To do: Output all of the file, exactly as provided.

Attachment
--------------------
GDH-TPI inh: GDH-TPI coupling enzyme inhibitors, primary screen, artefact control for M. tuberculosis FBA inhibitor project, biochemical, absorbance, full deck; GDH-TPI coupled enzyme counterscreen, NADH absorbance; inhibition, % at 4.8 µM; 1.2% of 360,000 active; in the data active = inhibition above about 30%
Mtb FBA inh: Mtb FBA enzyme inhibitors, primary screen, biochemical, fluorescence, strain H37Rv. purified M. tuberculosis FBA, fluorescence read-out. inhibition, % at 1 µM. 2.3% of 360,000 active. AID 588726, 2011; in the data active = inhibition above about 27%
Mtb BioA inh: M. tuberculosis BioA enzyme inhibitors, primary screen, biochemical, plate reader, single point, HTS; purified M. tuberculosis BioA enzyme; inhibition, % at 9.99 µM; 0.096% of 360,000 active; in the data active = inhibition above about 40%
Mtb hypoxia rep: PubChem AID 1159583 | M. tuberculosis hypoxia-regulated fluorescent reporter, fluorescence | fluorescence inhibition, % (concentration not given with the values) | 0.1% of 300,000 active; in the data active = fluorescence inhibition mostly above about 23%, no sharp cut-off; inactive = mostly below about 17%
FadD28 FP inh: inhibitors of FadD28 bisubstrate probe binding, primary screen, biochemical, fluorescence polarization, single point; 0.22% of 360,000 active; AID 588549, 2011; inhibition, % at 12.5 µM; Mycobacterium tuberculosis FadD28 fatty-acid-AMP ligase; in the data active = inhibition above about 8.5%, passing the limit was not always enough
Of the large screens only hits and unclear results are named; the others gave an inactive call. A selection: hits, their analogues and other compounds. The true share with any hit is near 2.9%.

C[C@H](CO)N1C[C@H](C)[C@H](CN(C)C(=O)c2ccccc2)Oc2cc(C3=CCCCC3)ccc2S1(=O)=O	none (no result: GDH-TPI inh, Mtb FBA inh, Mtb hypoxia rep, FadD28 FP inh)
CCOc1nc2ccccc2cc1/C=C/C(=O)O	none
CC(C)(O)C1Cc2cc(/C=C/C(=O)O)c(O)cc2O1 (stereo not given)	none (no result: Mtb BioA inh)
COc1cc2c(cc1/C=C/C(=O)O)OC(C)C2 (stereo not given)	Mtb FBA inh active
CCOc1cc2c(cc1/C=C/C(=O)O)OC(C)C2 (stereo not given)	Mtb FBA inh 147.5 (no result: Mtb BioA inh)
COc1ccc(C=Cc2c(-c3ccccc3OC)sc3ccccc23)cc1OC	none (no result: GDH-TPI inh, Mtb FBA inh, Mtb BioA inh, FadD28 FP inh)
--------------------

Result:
GDH-TPI inh: GDH-TPI coupling enzyme inhibitors, primary screen, artefact control for M. tuberculosis FBA inhibitor project, biochemical, absorbance, full deck; GDH-TPI coupled enzyme counterscreen, NADH absorbance; inhibition, % at 4.8 µM; 1.2% of 360,000 active; in the data active = inhibition above about 30%
Mtb FBA inh: Mtb FBA enzyme inhibitors, primary screen, biochemical, fluorescence, strain H37Rv. purified M. tuberculosis FBA, fluorescence read-out. inhibition, % at 1 µM. 2.3% of 360,000 active. AID 588726, 2011; in the data active = inhibition above about 27%
Mtb BioA inh: M. tuberculosis BioA enzyme inhibitors, primary screen, biochemical, plate reader, single point, HTS; purified M. tuberculosis BioA enzyme; inhibition, % at 9.99 µM; 0.096% of 360,000 active; in the data active = inhibition above about 40%
Mtb hypoxia rep: PubChem AID 1159583 | M. tuberculosis hypoxia-regulated fluorescent reporter, fluorescence | fluorescence inhibition, % (concentration not given with the values) | 0.1% of 300,000 active; in the data active = fluorescence inhibition mostly above about 23%, no sharp cut-off; inactive = mostly below about 17%
FadD28 FP inh: inhibitors of FadD28 bisubstrate probe binding, primary screen, biochemical, fluorescence polarization, single point; 0.22% of 360,000 active; AID 588549, 2011; inhibition, % at 12.5 µM; Mycobacterium tuberculosis FadD28 fatty-acid-AMP ligase; in the data active = inhibition above about 8.5%, passing the limit was not always enough
Of the large screens only hits and unclear results are named; the others gave an inactive call. A selection: hits, their analogues and other compounds. The true share with any hit is near 2.9%.

C[C@H](CO)N1C[C@H](C)[C@H](CN(C)C(=O)c2ccccc2)Oc2cc(C3=CCCCC3)ccc2S1(=O)=O	none (no result: GDH-TPI inh, Mtb FBA inh, Mtb hypoxia rep, FadD28 FP inh)
CCOc1nc2ccccc2cc1/C=C/C(=O)O	none
CC(C)(O)C1Cc2cc(/C=C/C(=O)O)c(O)cc2O1 (stereo not given)	none (no result: Mtb BioA inh)
COc1cc2c(cc1/C=C/C(=O)O)OC(C)C2 (stereo not given)	Mtb FBA inh active
CCOc1cc2c(cc1/C=C/C(=O)O)OC(C)C2 (stereo not given)	Mtb FBA inh 147.5 (no result: Mtb BioA inh)
COc1ccc(C=Cc2c(-c3ccccc3OC)sc3ccccc23)cc1OC	none (no result: GDH-TPI inh, Mtb FBA inh, Mtb BioA inh, FadD28 FP inh)